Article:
, 2009 and Wolfgang et al , 2009) about the low-titre infections

, 2009 and Wolfgang et al., 2009) about the low-titre infections not traceable by conventional PCR techniques (i.e. low copy numbers of Wolbachia in the infected individuals) we infer that this could be the case of those populations. buy AZD6244 A possible strategy to confirm the low infection rates on those populations could be to perform a high sensitive nested PCR technique, such as that on Wolfgang et al. (2009), an interesting subject of study in future and further investigation in those Brazilian ants. A positive relationship has also been found between

Wolbachia infections and latitudinal distribution. Northern, central-western, and northeastern populations have low or no Wolbachia infection rates, indicating that incidence is apparently lower in regions with long dry seasons or high daily average temperatures. This has been observed in the beetle Chelymorpha alternans and in ants of the genus Solenopsis ( Ahrens and Shoemaker, 2005 and Keller et al., 2004). The distribution of Wolbachia in S. invicta can be influenced by differences in environmental conditions, with higher Wolbachia prevalence occurring in more southerly temperate populations ( Ahrens and Shoemaker, 2005). The higher frequency of some Wolbachia strains in colonies from southern and southeastern regions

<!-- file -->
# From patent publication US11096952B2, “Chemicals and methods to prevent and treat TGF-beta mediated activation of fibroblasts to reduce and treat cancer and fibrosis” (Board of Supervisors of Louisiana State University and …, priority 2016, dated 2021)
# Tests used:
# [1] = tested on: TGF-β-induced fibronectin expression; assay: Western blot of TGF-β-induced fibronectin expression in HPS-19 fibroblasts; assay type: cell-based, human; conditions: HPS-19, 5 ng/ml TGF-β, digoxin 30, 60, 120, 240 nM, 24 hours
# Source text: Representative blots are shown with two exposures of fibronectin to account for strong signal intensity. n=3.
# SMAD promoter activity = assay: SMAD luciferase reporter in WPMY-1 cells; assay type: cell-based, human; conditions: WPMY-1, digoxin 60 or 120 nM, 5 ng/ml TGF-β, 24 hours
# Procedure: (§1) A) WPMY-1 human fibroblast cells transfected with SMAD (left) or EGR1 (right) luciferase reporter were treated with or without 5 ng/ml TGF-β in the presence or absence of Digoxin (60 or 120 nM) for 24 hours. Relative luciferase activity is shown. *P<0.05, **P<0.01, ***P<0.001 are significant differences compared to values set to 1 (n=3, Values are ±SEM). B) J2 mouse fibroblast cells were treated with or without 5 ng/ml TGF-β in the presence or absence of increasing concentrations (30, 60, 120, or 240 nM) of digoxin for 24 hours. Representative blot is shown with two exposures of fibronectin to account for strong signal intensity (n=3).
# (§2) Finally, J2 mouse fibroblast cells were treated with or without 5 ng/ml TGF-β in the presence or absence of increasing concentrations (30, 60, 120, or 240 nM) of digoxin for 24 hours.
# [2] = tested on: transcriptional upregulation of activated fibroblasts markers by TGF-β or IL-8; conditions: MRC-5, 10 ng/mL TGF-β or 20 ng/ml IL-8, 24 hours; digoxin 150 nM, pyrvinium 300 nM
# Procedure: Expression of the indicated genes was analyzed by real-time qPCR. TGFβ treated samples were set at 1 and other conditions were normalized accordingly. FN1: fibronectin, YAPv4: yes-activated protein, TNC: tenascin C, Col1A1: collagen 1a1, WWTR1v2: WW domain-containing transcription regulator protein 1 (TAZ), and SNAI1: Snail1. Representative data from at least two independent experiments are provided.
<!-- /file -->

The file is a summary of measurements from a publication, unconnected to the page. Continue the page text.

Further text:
might be due to infection by a strain in several local populations, or even a strain in many populations C59 wnt of two or more species. The polytomies found in the phylogenic analysis support this hypothesis. The high frequency of a few strains might also be a consequence of the original foundresses infected (founder effect) with Wolbachia and their expansion in these regions. The “satellite” strains ( Fig. 2), which are linked to more frequent Adenosine variants, might result from few differences in gene sequence due to mutations, as described by Ahrens and Shoemaker (2005) or recombination of the most frequent one. All ant populations from Corrientes, Argentina were infected with Wolbachia, with only three variants. Two of them belong to supergroup B, one was found

in most colonies sampled, H26, and another one from supergroup A. The strains of group B are very closely related, and are part of the polytomy revealed in the phylogenic tree ( Fig. 4). These data corroborates the results found in populations from southern Brazil, where Wolbachia infections were more successful and are more abundant. High incidence of Wolbachia infection in ants, as reported in previous studies, was also found in the genus Solenopsis in Brazil. This high incidence might be due to the more favorable conditions of invasion and maintenance of the Wolbachia infection in haplodiploid social hosts when compared with solitary hosts ( Wenseleers et al., 1998). In addition, the occurrence of multiple infections in some nests can influence reproductive conflicts and combined with other reproductive barriers, it might accelerate speciation ( Werren, 1997).

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